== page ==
Along the way we have found fruit from the Bushveld Sourplum, Ximenia caffra.   A sour, delicious fruit with good energy reserves and full of vitamin C.

The Velvet-sweet Berry, Bridelia mollis, are full of fruit, highly sought after by many birds and animals, and enjoyed by us.  These small pea sized fruits taste of prunes.  The soft velvety round leaves are easily identified and at this time of year, the trees are swollen and drooping with the tasty fruit.

Making our way between the clear pools of water up the gorge, we fight our way through the thicker parts of vegetation all lapping up the abundant water available this time of year.   The sticky sap from broken branches from a Horn-pod Tree, force us stop and wash our arms, face and hands before continuing.  The Horn-pod Tree, Diplorhynchus condylocarpon, is a favoured tree amongst butterfly and moth larvae as a food source.   They in turn, being highly sought after as a source of nourishment for people.   A great snack, and worthy of stopping to pick off and enjoy.   Moths belonging to the group Sphingidae, better known as hawkmoths or spynx moths, are abundant this time of year.   One particular species is striking green, and shaped like a small fighter jet making it unmistakable.

Eating bugs and larvae may not be everyone’s cup of tea, however, eating for survival will counter any concerns you may have over this.   The Mopane Worm, the larva of the large emperor moth, Gonimbrasia belina, is highly sought after as a source of protein.   I recall working on a Reserve north of Welgevonden Game Reserve, where one morning in December we came across a large termitarium covered with the large multicoloured worms, that are the Mopane Worm.  I stopped to photograph them, and were quickly asked by our staff members if they could collect them for later.  I asked how they prepared them, having only eaten them dried, like nuts as a snack.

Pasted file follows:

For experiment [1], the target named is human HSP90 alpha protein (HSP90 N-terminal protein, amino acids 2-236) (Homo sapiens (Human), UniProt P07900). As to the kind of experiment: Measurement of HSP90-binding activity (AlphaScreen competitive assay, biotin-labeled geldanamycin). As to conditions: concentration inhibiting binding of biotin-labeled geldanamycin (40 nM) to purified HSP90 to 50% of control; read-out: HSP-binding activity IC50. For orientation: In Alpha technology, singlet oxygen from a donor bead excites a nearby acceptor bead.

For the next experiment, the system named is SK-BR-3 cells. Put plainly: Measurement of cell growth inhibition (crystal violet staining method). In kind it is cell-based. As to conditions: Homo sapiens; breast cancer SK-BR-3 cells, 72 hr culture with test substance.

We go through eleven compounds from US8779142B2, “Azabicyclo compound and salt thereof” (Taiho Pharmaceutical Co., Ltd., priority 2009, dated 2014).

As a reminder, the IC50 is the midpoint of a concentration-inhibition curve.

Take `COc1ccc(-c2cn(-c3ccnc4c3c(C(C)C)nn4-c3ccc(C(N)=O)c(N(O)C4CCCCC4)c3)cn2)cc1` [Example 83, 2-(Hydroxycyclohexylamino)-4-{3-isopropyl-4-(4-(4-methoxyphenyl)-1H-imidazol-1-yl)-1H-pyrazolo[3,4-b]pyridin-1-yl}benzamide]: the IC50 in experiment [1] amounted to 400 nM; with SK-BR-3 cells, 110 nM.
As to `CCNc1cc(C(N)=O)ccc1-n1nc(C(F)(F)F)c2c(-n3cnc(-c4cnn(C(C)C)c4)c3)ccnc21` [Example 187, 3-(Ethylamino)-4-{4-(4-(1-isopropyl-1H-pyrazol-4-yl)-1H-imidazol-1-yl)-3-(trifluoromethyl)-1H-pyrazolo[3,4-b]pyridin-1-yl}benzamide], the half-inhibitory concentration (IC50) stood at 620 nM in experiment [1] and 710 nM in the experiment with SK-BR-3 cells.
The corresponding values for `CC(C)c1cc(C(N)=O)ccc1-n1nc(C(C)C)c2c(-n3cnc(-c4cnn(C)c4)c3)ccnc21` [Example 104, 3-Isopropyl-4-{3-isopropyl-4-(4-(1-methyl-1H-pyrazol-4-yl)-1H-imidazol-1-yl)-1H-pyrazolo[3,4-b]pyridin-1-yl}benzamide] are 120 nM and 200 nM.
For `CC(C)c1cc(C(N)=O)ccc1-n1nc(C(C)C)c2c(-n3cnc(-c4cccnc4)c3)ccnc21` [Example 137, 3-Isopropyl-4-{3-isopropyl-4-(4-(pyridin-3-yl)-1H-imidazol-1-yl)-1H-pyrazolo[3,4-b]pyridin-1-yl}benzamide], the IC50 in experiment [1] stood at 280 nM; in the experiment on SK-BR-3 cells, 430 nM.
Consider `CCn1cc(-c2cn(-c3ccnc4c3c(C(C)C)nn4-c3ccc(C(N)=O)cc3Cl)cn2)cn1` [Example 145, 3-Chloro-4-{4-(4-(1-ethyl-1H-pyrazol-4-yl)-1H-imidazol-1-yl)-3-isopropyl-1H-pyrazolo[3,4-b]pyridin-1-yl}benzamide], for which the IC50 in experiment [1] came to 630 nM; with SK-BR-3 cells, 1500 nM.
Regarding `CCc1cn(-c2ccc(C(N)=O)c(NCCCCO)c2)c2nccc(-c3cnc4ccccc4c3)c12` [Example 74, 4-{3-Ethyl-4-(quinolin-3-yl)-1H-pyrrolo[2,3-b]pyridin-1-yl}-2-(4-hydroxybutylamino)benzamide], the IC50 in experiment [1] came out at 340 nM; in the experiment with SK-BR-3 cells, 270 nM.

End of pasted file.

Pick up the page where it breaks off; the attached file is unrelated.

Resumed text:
They prepared them with tomato and onion and a little salt, they told me.  Eaten with a staple such as maize meal or rice, that morning they were the cause of much animation.   I took my photographs and waited for the harvest to end.  These larvae often develop underground, and will emerge en masse after a suitable rain event, which the night before had provided.   Mopane Worms do not feed exclusively on the Mopane tree, from which they get their name, but also feed quite prolifically on cluster-leaf trees, the Silver Cluster-leaf occurring on Welgevonden Game Reserve.

Back to our adventure.   The pods that grow on the Horn-pod Tree, giving rise to its name, are a vital source of adhesive which is useful for making a variety of tools.   Should we end up being stuck out here for longer than we anticipate, the sticky white latex adhesive would be ideal for sticking arrow heads onto an arrow shaft.   Arrow heads could be shaped out of small rocks, with the arrow shafts being derived from the branches of the velvet-sweet berry.   Hopefully we can recall where we saw them lower down the gorge, where we sat and enjoyed their tiny sweet fruits.   The bow could be made from the flexible, long stems of a raisin bush.   We would find them in areas like this, in fact I recall seeing one along the river.   A nice steak of sort, cooked on an open fire would never go amiss.  However, we digress and must continue back towards the camp before nightfall.

Sitting next to the large water pools that have filled with the fresh water that filters through the rock layers from higher up the gorge, little air bubbles and surface movements catch our attention.    This means fish, but how do you get them.   Luckily, sitting a little higher on the cliffs that flank the gorge, are familiar trees, that one tells us we are nearing camp and secondly the end of our expedition, but more importantly indicate a means to catching the fish that taunt us in the pools.  The Bushveld Candelabra Tree, Euphorbia cooperii, provides an effective fishing tool.